3.1 Idealism is the metaphysical (or even metaideal!) claim that everything is an idea, or the result of an idea, whether this is of a subjective or objective perception, or some combination thereof. Idealism is prevalent in most Vedic and Dharmic religion, Platonic and Stoic Hellenic philosophy, medieval scholastics, most Enlightment rationalists, and nearly all theists. There are various forms of modern idealism (subjective, objective, absolute, etc).
3.2 Early idealists (Hindu, Neoplatonic) tended towards a panentheistic interpretations of idealism, arguing that there is an ultimate divine force that is within every part of nature and beyond it. For example, the Neoplatonic view, such as Plotinus, hypothesised a division between the invisible world and the phenomenal world, the former containing the transcendent absolute which emanated an eternal, perfect, essence (nous), which produces the world-soul.
3.3 In the modern form, Pluralistic idealism (Leibniz) argues that many individual minds make possible the universe; these perceptual "monads" are the true atoms of the universe. Subjective idealism combines phenomenolalist empiricism and perceptual immaterialism (Berkeley, 1710). Transcendental idealism (Kant, Schopenhauer, Strawson) argues that space and time, are not real things-in-themselves or empirical, rather they are the ordering principles of intuition by which phenomenom must be perceived (synthetic a priori); the "noumenal", thing-in-itself is beyond this. In contrast, absolute idealism (Hegel, argues that for consciousness to know the world there must be a unity of thought and being which evolves, dialectically, in stages of thought.
"Esse is percipi" ("To be is to be perceived", George Berkeley, A Treatise Concerning the Principles of Human Knowledge, 1710).
3.4 Contemporary idealists question physicalist claims concerning foundational issues such as space, time, causality, along those which that could be considered supervened (e.g., meaning and understanding) and pragmatically incommensurable (e.g., morals and aesthetics). Materialistic physicalism confronts a significant problem when it argues for completeness (Carl Hempel, 1970), especially with recent revelations in comsology; it is difficult argue simultaneously for methodological naturalism and epistemic optimism. Issues of consciousness and qualia remain a significant sticking point (c.f., "Mary The Swampy Zombie is in Your Chinese Room" discussion, Chalmers (1996), Kripke (1982)). These criticisms may be acceptable to type or token physicalism, but also to speculative notions of panphysicism, even of a teological and evolutionary variety (Nagel, 2013).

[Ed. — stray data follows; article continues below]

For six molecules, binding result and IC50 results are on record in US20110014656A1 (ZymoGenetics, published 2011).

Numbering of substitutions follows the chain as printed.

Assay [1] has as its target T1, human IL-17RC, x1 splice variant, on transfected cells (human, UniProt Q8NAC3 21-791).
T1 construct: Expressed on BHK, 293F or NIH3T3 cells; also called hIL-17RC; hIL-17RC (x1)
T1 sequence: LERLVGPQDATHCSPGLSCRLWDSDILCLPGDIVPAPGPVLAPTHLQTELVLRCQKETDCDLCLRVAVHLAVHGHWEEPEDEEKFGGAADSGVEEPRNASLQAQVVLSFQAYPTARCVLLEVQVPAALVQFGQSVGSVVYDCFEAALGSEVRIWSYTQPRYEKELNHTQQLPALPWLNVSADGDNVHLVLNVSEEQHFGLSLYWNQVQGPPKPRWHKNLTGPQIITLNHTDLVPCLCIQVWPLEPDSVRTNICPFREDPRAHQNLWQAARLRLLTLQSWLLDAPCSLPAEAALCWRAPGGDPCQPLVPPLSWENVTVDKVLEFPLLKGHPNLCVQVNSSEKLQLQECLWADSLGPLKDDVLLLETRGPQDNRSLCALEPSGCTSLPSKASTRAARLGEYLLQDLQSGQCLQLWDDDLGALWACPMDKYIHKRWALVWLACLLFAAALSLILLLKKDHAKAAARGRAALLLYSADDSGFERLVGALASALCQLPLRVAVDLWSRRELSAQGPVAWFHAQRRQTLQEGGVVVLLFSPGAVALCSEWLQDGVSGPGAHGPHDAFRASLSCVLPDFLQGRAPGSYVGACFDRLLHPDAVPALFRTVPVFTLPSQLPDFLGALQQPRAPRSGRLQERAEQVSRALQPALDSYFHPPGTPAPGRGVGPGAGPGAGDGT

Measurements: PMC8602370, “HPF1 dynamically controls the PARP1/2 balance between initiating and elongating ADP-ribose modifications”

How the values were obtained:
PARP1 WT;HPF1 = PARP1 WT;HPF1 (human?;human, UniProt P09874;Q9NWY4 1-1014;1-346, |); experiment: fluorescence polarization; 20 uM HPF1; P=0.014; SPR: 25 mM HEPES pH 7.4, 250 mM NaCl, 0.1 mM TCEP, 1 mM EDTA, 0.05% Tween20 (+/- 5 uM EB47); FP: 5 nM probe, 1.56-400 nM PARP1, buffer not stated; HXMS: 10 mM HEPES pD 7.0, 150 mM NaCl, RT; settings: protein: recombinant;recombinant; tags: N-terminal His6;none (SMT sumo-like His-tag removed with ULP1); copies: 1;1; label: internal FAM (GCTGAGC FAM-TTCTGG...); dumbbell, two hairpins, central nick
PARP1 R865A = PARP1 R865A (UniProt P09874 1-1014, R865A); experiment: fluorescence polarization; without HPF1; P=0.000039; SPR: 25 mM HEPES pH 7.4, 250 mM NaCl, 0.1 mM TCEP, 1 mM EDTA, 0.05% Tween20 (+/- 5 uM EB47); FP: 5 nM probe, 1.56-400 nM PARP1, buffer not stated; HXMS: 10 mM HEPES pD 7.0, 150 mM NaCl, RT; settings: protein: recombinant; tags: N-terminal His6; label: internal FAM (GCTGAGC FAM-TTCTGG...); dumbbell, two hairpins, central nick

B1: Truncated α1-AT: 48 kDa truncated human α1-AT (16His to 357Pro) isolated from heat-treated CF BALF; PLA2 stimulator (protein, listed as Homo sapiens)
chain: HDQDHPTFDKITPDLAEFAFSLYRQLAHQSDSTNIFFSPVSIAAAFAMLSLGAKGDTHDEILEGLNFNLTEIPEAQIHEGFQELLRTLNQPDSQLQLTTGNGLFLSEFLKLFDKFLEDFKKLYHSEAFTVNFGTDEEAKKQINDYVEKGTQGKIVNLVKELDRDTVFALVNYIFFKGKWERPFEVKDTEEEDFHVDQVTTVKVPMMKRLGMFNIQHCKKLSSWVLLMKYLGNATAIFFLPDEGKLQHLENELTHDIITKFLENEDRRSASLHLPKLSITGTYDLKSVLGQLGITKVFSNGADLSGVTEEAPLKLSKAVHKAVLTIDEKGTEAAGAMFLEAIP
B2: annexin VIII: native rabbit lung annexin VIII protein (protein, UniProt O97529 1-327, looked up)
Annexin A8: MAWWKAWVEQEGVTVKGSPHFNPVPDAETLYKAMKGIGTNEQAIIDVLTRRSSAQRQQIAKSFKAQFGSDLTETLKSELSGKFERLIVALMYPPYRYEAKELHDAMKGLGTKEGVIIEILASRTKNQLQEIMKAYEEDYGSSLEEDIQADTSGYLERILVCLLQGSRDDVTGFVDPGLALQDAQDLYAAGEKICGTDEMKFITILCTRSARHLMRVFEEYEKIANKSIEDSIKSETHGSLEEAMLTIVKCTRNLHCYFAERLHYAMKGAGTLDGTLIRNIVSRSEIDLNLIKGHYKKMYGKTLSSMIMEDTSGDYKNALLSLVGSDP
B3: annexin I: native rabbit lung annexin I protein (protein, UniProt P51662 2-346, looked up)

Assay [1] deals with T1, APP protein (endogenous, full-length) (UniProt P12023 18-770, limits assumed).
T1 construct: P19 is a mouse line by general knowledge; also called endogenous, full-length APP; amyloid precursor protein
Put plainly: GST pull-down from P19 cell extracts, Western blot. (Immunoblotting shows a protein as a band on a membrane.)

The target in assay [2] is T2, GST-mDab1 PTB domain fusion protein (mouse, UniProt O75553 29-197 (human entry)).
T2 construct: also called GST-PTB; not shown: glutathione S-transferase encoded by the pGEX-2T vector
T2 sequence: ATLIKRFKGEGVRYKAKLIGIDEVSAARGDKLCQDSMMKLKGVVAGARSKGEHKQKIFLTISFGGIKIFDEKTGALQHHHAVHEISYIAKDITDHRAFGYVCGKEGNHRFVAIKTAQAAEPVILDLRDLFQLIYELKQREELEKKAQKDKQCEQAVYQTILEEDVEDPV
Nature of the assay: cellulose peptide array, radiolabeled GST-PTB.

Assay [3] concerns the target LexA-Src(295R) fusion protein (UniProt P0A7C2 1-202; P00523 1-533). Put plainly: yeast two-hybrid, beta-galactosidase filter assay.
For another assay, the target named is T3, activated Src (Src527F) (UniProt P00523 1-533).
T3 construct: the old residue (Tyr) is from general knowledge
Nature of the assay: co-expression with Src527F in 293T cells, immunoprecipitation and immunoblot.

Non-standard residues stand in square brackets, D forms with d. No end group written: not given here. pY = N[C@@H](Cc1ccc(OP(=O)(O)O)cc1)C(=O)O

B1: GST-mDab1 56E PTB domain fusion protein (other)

"... the Universe begins to look more like a great thought than like a great machine."
Sir James Jeans, British physicist, astronomer and mathematician (The Mysterious Universe, 1937 edition).
4.0 Never Mind, It Doesn't Matter : Non-Metaphysical Alternatives
4.1 On a metaphysical level, neither physicalism or idealism are verifiable. A universal pragmatic approach (Apel, Habermas, Lafayette*) would look at what is verifiable, with unverifiable metaphysics including physicalist, symbolist, and idealist "theologies". Within the realm of the verifiable is logical and empirical "philosophy", along the classic Socratic orientations of truth, justice, and beauty and along Popperian objective, intersubective, and subjective world-relations, validated by external correspondence, participant consensus, and sincerity of expressions respectively.
* I am including myself in this area with what I believe are unique contributions in extending historical logical empiricism to universal pragmatics, extending universal pragramtics to differentiating between theology and philosophy, and introducing a new form of speculative metaphysics in the form of symbolicism.
4.2 A related area of further investigation is the debate between empirical and logical approaches. The former argues that knowledge comes from experience or technological extensions thereof. In comparison, logical (or rationalism in this context) regards reason as the chief source of knowledge. Empiricism is inductive and sensory, rationality deductive and intellectual. Empiricists argue that rationality is an abstraction from empirical reality, rationalists argue a logical structure underlies reality which empiricism can only give an imperfect representation thereof. As this is still a matter of debate in philosophy, mathematical methods are often considered quasi-empirical.
Some Further Reading
D. Chalmers, The Conscious Mind, Oxford University Press, 1996
D. Davidson, "Mental Events", in Essays on Actions and Events, Oxford University Press, 1970, p207-223.
T. Nagel, Mind and Cosmos, Oxford University Press, 2012
J. Kim, Physicalism, Or Something Near Enough, Princeton University Press, 2005
S. Kripke, Wittgenstein on Rules and Private Language: An Elementary Exposition, Basil Blackwell, 1982
W. Quine, Two Dogmas of Empiricism, The Philosophical Review 60, 1951